Biko’s circle disputed the official version, while the magistrate responsible for steering the 15-day inquest found it impossible to identify a killer despite finding that the “cause or likely cause of Mr. Biko’s death was a head injury, followed by extensive brain injury and other complications including renal failure.”

Jimmy Kruger, the Justice Minister, preferred a crass analysis, claiming that there were “cases when I think to myself: Christ, I don’t know what to do now, I may as well give myself a bang.”[1]  Five members associated with Biko’s death were only identified after the fall of apartheid as part of the workings of the Truth and Reconciliation Commission.

As always, auras of nobility tend to spring up among such figures. There are the ardent supporters in tow, sometimes more star struck than sober; and the keen civil rights supporters eager to point out the terrible flaws in mistreatment. Then come the modern, commercial appropriations of revolutionary ardour: Hollywood with its films; and Google with its commemorative Google Doodle on the occasion of Biko’s 70th birthday.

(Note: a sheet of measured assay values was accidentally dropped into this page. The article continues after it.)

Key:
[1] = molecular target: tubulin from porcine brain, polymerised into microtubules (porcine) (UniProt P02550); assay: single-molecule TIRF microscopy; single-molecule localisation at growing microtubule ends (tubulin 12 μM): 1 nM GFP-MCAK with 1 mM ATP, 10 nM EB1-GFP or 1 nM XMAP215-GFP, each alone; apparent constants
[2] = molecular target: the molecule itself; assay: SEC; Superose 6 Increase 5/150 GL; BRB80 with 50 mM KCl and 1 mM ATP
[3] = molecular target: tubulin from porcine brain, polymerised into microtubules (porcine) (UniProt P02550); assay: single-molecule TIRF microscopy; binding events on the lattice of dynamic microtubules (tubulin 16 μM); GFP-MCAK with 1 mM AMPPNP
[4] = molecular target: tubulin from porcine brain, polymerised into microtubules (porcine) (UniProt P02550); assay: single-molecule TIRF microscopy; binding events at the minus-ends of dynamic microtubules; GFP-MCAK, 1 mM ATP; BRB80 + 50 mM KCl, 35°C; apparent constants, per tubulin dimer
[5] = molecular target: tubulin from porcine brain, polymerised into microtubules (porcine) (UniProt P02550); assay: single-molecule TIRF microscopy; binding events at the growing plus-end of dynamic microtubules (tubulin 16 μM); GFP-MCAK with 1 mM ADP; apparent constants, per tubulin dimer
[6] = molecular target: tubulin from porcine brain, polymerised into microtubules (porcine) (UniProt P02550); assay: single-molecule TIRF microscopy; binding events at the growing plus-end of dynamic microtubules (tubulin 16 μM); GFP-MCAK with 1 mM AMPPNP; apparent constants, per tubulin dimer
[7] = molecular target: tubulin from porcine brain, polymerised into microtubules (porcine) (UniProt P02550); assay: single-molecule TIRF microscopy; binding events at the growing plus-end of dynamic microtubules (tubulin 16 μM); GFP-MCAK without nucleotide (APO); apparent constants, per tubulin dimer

Former South African newspaper editor David Woods was certainly the main thrust behind Biko’s posthumous veneration, dragging another terrible fate at the hands of a repressive regime into a vast political limelight.  As Woods himself conceded, Biko, even at the time of his death, was not that known among the black masses in the townships, though his “black consciousness” notion found truck with activists.

Woods’ account of Biko, given vent through the Rand Daily Mail and was subsequently given the celluloid treatment by Richard Attenborough in Cry Freedom (1987).  Emotional proximity, and the subsequent work to promote Biko’s name led to the Writers’ Association of South Africa (Wasa) passing a resolution accusing Woods of being an “unscrupulous opportunist”.[2]  Such are the travails of publicising the fallen among supporters.